Shares in Carpetright have plunged after the retailer warned over profits following a hefty drop in sales during the crucial weeks after Christmas.
The firm was down 47% in early morning trading on the London market after reporting that like-for-like sales fell 3.6% in the 11 weeks ending January 13.
Total group sales also slid 2.3% lower, with the company pinning the blame on "reduced consumer confidence".
In response, the group slashed its profit outlook from around £13.8 million to £16.7 million, to between £2 million and £6 million.
Chief executive Wilf Walsh said the "significant deterioration" in UK trade came on the back of a positive start to the third quarter.
He said: "While average transaction values were up year on year, the number of customer transactions since Christmas was sharply down, which we believe is indicative of reduced consumer confidence.
"Our response to the threat of new competition continues to be effective, with those stores that have traded against new local competition for more than 12 months performing ahead of the rest of our estate.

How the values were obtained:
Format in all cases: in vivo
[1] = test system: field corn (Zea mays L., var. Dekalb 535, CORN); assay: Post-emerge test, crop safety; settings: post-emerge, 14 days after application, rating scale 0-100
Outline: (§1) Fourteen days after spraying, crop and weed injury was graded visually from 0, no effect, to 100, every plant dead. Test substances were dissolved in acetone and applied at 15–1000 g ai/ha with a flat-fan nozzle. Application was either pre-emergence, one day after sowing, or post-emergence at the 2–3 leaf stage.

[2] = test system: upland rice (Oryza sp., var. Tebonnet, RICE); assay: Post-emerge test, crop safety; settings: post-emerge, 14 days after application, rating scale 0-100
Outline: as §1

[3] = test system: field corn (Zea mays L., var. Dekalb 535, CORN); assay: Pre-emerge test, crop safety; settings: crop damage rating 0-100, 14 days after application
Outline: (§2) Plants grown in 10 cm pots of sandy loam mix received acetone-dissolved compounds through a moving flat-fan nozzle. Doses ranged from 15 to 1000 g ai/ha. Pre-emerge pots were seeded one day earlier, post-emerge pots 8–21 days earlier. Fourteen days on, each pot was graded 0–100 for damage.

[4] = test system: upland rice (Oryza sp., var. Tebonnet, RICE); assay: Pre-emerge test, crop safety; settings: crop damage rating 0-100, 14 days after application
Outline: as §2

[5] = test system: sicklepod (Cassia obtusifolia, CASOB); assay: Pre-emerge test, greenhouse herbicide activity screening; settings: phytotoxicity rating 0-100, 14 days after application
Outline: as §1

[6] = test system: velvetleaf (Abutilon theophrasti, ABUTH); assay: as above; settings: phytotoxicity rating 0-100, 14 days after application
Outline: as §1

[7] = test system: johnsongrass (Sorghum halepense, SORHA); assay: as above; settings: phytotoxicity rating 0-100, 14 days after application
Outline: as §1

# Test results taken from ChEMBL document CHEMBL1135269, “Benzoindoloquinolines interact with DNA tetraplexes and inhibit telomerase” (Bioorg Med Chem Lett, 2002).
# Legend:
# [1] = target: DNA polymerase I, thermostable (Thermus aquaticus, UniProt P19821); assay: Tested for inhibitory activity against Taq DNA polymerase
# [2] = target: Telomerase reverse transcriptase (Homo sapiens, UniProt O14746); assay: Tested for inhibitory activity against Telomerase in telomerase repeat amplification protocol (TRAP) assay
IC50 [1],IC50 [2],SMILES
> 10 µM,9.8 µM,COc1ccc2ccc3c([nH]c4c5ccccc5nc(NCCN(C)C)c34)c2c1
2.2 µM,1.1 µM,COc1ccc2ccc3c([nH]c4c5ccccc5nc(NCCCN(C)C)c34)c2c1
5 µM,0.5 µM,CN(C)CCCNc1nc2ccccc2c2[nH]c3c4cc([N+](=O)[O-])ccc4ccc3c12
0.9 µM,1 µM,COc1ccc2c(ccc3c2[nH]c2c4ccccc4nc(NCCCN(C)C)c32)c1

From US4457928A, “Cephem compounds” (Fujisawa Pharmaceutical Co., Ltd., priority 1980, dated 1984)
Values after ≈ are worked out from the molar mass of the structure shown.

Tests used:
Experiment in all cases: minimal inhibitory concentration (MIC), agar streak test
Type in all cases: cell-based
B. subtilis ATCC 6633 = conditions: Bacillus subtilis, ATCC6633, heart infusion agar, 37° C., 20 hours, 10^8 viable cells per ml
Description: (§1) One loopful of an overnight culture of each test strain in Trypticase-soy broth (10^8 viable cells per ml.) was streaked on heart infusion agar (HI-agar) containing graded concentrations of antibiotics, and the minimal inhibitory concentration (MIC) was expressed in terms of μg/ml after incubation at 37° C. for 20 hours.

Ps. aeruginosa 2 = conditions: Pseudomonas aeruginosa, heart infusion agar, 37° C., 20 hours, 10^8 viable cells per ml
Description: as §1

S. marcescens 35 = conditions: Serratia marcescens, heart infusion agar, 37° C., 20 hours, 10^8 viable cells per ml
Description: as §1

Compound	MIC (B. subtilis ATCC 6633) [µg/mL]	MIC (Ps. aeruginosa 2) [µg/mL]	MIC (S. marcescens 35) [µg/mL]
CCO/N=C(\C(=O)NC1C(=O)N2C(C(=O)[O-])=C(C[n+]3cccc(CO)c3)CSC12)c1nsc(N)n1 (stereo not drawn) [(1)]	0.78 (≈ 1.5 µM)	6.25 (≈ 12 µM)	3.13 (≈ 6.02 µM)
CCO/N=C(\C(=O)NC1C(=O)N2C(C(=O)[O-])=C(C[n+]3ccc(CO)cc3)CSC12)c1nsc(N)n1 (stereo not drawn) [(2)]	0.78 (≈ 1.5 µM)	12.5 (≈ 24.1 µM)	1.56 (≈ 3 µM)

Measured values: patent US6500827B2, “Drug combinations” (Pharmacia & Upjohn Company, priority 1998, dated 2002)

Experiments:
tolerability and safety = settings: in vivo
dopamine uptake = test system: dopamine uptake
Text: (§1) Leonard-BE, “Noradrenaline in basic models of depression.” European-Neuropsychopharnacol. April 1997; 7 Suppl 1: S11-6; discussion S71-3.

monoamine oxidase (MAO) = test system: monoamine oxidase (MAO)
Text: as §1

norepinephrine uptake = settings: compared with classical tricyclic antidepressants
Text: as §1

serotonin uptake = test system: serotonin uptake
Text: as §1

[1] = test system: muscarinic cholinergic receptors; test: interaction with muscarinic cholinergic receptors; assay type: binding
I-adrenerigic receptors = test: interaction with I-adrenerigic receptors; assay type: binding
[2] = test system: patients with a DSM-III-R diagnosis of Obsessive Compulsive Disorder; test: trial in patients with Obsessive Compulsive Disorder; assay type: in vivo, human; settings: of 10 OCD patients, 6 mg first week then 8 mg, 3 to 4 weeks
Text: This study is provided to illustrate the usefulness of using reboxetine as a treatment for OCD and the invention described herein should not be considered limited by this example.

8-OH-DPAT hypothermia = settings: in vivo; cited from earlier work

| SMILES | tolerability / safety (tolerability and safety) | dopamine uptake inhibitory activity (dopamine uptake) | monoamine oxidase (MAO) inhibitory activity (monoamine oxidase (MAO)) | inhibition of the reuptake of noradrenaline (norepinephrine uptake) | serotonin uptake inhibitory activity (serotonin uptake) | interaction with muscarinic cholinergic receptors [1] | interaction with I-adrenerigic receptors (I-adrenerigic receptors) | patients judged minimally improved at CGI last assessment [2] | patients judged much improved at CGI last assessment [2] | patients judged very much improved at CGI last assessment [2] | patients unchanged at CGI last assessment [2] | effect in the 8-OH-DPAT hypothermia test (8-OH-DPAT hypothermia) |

"Sales in our rest of Europe business have also been volatile but we continue to deliver like-for-like sales growth, primarily reflecting the introduction of lower margin service income.
"The severity of the decline in footfall over this key trading period and our more cautious view of the outlook for the balance of the year leads to a significant reduction in our full-year expectations."
Carpetright, which has 552 stores worldwide, said UK flooring sales had slipped 1.4% and bed sales continued to struggle.
However, it booked a brighter performance across the Republic of Ireland, Holland and Belgium, where like-for-like sales grew 4.3% over the period.
Neil Wilson, market analyst at ETX Capital, said: "After a profits warning in December, in which it said it expected underlying profit before tax for the year to be at the lower end of the previous range of £13.8 million to £16.7 million, management has slashed this to a range of £2 million to £6 million.
"As we noted in December, the guidance appeared like wishful thinking and so it turned out to be the case.
"Again it's the same old story as with other brands that have failed to adapt to changing consumer trends - lower footfall has left transaction numbers down significantly from last year.
"We must also consider weaker consumer sentiment for big ticket items as a factor, as well tougher competition from a more diverse marketplace."